The Choose Life license plate is just one of hundreds of different styles of tags that can be attached to car bumpers in Texas.
Since going on sale back in November of 2011, about 1,400 have been sold raising nearly $32,000 to promote adoption.
"We are here today to talk about a great way to choose life in the state of Texas," Attorney General Greg Abbott said.
Friday Abbott introduced a seven member advisory committee that will help him divvy up the money.
"I think the plan will be that money will be spent later on this year, and it will be spent in a way there are safe guards that it is going toward its intended purpose and will be used effectively and there will be consequences if those standards are not met," Abbott said.
The authorizing legislation gives broad discretion into how the money should be spent. So while finding homes for unwanted children is the goal identifying just who will fulfill that mission is something the Attorney General could not do.
"There is going to be various different ways that the funding can be used depending on the type of agency that is the recipient of these funds," Abbott said.
The only firm directive from state lawmakers is that money from the license plates cannot be used to pay for any administrative costs.
The idea behind this license plate actually won support from a major pro-abortion group. The hope was that the money would go to licensed adoption agencies and a phrase, something like, support adoption, would be used on the tag.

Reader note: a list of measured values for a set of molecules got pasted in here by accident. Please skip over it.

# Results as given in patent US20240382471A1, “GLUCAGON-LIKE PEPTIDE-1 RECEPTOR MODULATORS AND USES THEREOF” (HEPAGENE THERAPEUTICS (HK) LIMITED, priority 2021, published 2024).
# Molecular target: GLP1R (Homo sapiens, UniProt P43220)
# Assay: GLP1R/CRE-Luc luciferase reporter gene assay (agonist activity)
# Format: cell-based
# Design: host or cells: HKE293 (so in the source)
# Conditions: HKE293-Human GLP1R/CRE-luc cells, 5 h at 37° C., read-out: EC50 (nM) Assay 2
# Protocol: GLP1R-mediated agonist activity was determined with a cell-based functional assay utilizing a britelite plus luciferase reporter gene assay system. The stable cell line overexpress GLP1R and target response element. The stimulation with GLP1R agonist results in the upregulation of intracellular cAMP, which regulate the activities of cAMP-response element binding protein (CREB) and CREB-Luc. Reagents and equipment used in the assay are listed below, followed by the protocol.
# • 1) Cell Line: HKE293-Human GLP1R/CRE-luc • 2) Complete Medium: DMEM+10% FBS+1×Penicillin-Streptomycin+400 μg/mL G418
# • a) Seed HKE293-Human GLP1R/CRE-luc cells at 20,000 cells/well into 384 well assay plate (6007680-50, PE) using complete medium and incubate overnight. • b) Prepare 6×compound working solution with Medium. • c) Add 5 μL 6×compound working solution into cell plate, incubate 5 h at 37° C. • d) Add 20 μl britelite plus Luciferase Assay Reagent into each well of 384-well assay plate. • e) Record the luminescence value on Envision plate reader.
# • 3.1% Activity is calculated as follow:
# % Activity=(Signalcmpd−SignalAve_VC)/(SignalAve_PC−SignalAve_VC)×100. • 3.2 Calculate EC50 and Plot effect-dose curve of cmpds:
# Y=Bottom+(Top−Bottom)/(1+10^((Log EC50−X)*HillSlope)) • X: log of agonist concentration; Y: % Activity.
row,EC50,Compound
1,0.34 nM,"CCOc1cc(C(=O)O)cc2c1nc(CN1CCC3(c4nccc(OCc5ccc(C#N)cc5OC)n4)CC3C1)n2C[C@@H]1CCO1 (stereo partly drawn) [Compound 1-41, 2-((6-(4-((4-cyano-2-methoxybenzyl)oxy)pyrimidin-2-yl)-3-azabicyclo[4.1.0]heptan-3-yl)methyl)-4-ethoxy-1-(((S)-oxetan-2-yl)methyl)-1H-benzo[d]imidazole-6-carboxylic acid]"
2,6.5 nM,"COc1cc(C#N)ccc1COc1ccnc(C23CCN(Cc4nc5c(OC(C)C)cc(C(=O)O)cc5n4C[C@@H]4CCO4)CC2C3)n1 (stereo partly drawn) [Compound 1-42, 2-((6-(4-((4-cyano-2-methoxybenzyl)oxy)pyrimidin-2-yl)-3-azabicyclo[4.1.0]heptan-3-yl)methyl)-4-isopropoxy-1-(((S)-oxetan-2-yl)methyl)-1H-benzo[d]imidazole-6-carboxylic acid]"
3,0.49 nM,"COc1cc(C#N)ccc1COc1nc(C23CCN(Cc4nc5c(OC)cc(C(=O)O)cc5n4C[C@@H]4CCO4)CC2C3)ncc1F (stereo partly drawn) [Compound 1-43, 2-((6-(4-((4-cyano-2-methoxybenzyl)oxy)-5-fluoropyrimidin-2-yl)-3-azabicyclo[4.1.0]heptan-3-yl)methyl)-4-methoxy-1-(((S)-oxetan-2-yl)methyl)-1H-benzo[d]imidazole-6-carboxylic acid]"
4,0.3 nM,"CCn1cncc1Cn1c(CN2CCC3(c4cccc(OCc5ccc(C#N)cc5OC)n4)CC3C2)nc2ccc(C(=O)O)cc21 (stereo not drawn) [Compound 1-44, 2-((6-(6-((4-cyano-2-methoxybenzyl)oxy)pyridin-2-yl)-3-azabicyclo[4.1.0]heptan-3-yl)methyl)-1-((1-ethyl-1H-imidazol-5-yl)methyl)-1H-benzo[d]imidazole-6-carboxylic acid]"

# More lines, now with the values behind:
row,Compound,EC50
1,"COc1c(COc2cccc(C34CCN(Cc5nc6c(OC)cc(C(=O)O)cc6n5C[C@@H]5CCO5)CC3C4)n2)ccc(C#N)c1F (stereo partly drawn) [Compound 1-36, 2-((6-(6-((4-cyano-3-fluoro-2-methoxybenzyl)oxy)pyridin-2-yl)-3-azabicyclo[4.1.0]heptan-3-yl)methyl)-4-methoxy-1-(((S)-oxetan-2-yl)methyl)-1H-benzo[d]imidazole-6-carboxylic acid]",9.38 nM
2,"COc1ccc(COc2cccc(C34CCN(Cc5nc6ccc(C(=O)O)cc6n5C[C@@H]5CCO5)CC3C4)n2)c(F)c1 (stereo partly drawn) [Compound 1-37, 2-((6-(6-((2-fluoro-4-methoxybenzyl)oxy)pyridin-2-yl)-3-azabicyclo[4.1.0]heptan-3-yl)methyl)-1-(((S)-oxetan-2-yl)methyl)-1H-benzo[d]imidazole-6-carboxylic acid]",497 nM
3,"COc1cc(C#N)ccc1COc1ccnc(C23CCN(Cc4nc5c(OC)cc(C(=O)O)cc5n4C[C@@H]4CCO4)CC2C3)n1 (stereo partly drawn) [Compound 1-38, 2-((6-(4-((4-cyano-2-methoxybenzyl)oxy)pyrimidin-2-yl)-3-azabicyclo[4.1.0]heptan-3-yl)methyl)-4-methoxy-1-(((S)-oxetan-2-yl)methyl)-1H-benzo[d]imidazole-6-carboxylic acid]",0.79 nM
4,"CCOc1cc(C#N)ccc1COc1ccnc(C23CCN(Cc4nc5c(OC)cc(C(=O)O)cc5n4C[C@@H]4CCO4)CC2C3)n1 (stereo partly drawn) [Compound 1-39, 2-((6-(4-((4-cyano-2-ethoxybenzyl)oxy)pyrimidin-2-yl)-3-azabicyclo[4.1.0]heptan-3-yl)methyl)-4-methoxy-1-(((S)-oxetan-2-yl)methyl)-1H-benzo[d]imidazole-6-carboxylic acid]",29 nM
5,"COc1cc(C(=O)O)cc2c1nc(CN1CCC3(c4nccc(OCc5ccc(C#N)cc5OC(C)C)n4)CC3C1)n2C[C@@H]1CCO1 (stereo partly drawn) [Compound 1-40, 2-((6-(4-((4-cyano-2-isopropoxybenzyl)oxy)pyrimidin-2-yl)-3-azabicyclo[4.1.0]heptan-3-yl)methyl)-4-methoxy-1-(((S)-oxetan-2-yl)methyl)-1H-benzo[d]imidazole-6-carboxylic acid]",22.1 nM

Pro-choice Texas, issued the following statement:
"It remains inappropriate for the state to use its resources to promote and fund unlicensed crisis pregnancy centers who do not provide medical care and have as their primary goal preventing women from having abortions by coercing them with misinformation."
The license plate is considered to be nothing more than a political slogan as the statement continued with "proponents of this bill were more interested in making a statement about abortion than doing what was best for Texas women in need."
The Attorney General said the license plate as it appears now should with-stand any legal challenge and suggested those in opposition apply to have their own specialty car tag.
According to Texas Alliance for Life, Texas is the 25th state with a Choose Life plate. And more than $15 million has been raised to promote adoption in the 24 states that currently have the plate.